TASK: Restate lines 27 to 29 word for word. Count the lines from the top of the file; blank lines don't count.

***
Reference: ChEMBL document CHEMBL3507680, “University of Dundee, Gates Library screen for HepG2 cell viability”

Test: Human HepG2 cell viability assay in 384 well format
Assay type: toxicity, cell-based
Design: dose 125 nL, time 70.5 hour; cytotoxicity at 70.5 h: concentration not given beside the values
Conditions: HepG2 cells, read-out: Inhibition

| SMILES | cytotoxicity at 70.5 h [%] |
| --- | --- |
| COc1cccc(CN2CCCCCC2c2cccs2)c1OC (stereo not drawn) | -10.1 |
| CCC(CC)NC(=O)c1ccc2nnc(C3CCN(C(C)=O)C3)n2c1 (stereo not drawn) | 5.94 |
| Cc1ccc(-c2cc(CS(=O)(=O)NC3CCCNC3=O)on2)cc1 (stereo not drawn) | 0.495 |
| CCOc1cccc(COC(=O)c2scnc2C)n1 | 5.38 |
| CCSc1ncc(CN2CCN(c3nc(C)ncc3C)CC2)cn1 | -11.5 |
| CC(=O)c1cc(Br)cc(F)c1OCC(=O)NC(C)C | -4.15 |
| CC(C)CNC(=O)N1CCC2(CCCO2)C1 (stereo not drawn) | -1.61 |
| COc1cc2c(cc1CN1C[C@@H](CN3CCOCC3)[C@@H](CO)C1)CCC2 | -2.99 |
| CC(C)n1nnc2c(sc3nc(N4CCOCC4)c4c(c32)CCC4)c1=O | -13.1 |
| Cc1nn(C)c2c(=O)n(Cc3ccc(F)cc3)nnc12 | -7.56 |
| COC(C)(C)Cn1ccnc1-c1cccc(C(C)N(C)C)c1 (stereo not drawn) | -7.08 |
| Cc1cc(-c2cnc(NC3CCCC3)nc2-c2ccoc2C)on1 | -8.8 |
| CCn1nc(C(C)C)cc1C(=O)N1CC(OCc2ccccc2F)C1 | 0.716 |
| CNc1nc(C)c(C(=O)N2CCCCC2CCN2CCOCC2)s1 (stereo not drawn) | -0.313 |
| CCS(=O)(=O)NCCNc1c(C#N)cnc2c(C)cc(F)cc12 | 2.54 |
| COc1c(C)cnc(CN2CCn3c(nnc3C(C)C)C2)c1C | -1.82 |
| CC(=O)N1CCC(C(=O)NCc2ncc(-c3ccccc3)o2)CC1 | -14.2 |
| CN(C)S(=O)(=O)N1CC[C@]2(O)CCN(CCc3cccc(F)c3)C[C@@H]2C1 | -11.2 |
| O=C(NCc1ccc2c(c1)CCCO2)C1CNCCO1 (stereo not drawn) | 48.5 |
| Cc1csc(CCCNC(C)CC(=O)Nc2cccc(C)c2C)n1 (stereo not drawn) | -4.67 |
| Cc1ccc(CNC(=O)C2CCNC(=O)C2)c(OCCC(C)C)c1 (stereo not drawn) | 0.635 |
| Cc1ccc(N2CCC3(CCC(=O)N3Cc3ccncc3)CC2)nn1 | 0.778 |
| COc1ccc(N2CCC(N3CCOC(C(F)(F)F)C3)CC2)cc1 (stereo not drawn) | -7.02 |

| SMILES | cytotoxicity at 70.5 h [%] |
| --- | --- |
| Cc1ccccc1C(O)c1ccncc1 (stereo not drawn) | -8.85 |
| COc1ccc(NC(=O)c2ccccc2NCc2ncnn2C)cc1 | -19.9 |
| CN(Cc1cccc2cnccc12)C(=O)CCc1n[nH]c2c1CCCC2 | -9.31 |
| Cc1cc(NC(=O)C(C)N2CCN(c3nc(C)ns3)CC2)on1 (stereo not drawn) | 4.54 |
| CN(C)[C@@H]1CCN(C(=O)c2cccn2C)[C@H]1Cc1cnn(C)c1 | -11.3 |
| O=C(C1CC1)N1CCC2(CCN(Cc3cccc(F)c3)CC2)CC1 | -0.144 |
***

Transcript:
| Cc1csc(CCCNC(C)CC(=O)Nc2cccc(C)c2C)n1 (stereo not drawn) | -4.67 |
| Cc1ccc(CNC(=O)C2CCNC(=O)C2)c(OCCC(C)C)c1 (stereo not drawn) | 0.635 |
| Cc1ccc(N2CCC3(CCC(=O)N3Cc3ccncc3)CC2)nn1 | 0.778 |